18 2 Consumer protection and the criminal law rather than market and social goals, Ramsay observes that [a]n efficient policy is ultimately justified by equity since consumers are able to obtain goods and services of a quality, on terms, and at the price that they are willing to pay. 3 Although helpful for the purposes of structure, the market/social distinction is imperfect in practice. The chapter concludes that the market, underpinned by private law, is an important technique for ensuring that consumers are able to purchase the goods and services that they want, and that intervention which helps the market to function is valuable. However, social goals are being recognised as increasingly important and it is important for any effective consumer protection policy to address both. Who is a consumer? Describing something as a consumer protection statute implies that there is someone who can be identified clearly as a consumer. Although the private buyer of goods is perhaps our paradigmatic consumer, she has been joined by a wealth of other economic actors who can lay claim to forming part of that diverse group. As a result, there is the initial difficulty of identifying our subject matter. The first point to note is that there is no universally agreed definition of the term consumer, although a number of statutes, both criminal and civil, attempt to define it for their own purposes. One example of such a definition is found in s.20(6) of the Consumer Protection Act 1987, which states: consumer (a) in relation to any goods, means any person who might wish to be supplied with the goods for his own private use or consumption; (b) in relation to any services or facilities, means any person who might wish to be provided with the services or facilities otherwise than for the purposes of any business of his; and (c) in relation to any accommodation, means any person who might wish to occupy the accommodation otherwise than for the purposes of any business of his. Another example is contained in s.12 of the Unfair Contract Terms Act This states that a party to a contract deals as a consumer if (a) he neither makes the contract in the course of a business nor holds himself out as doing so; and (b) the other party does make the contract in 3 Iain Ramsay, Rationales for Intervention in the Consumer Marketplace (London, Office of Fair Trading, 1984), p. 12.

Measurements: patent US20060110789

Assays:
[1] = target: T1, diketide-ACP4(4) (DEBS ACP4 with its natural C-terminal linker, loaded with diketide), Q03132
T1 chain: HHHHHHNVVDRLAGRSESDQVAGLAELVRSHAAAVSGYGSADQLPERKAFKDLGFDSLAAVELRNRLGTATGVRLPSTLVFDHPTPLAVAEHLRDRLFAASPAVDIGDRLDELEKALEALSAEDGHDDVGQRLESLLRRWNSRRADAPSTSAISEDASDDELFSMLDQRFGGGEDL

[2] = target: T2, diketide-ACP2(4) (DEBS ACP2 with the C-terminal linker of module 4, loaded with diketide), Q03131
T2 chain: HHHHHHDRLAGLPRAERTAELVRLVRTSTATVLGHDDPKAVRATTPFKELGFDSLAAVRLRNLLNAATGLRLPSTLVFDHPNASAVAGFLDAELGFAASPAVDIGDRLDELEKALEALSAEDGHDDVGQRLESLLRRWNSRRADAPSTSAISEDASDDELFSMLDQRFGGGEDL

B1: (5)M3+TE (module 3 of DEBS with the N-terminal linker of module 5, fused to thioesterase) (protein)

19 Consumer protection rationales 3 the course of a business. Regulation 2 of the Unfair Terms in Consumer Contracts Regulations 1999 provides a further approach, describing a consumer as a natural person who, in making a contract to which these Regulations apply, is acting for purposes which are outside his business. These definitions suggest that the consumer is a private individual acting in a private capacity. A further paradigm of consumer protection statutes is that the defendant must act in the course of a trade or business. 4 However, some UK statutes which would undoubtedly be regarded as examples of consumer protection legislation fall outside this description. For example, the Trade Descriptions Act 1968 prohibits the supply of false and misleading information in business to business transactions. 5 There is also a suggestion that the Act might prohibit misdescriptions applied by private individuals, albeit in limited circumstances. 6 It seems that the main characteristics of consumer protection statutes are that the supplier acts in the course of a trade or business, the recipient is a private individual, and the recipient acts in a private capacity. It should be remembered that it is important not to limit the term consumer to contracting parties, as that might exclude the ultimate user of goods and services, such as the plaintiff in Donoghue v. Stevenson whom Jolowicz describes as the law s best known consumer. 7 Indeed, it is possible to develop a much wider concept of the consumer than has traditionally been envisaged. 8 A private individual who receives services from a non-commercial state authority, such as the user of National Health Service facilities or even the recipient of state benefit, might be aptly described as a consumer. As Kennedy has stated, consumerism is just as concerned with the supply of services as with goods. The consumer merely becomes the client, or patient, or whatever rather than the shopper. 9 We could even go as far as Ralph Nader, the American consumer rights activist, and equate the word consumer with citizen. Scott and Black point out that the consumer interest is involved whenever citizens enter relationships with bodies such as hospitals and 4 For discussion of the meaning of this see Richard J. Bragg, Trade Descriptions (Oxford, Clarendon Press, 1991), ch See Shropshire County Council v. Simon Dudley Ltd (1997) 16 Trading Law See Olgeirsson v. Kitching  1 WLR 304, although it is submitted that this case is wrongly decided. 7 J. A. Jolowicz, The Protection of the Consumer and Purchaser of Goods Under English Law (1969) 32 MLR 1, 1. 8 For discussion see I. Ramsay, Consumer Protection: Text and Materials (London, Weidenfeld and Nicolson, 1989), ch. 1 and C. Scott and J. Black, Cranston s Consumers and the Law (3rd edn London, Butterworths, 2000), pp I. Kennedy, The Unmasking of Medicine (The 1980 Reith Lectures) (London, Allen and Unwin, 1981), p Cited in Ramsay, Consumer Protection, pp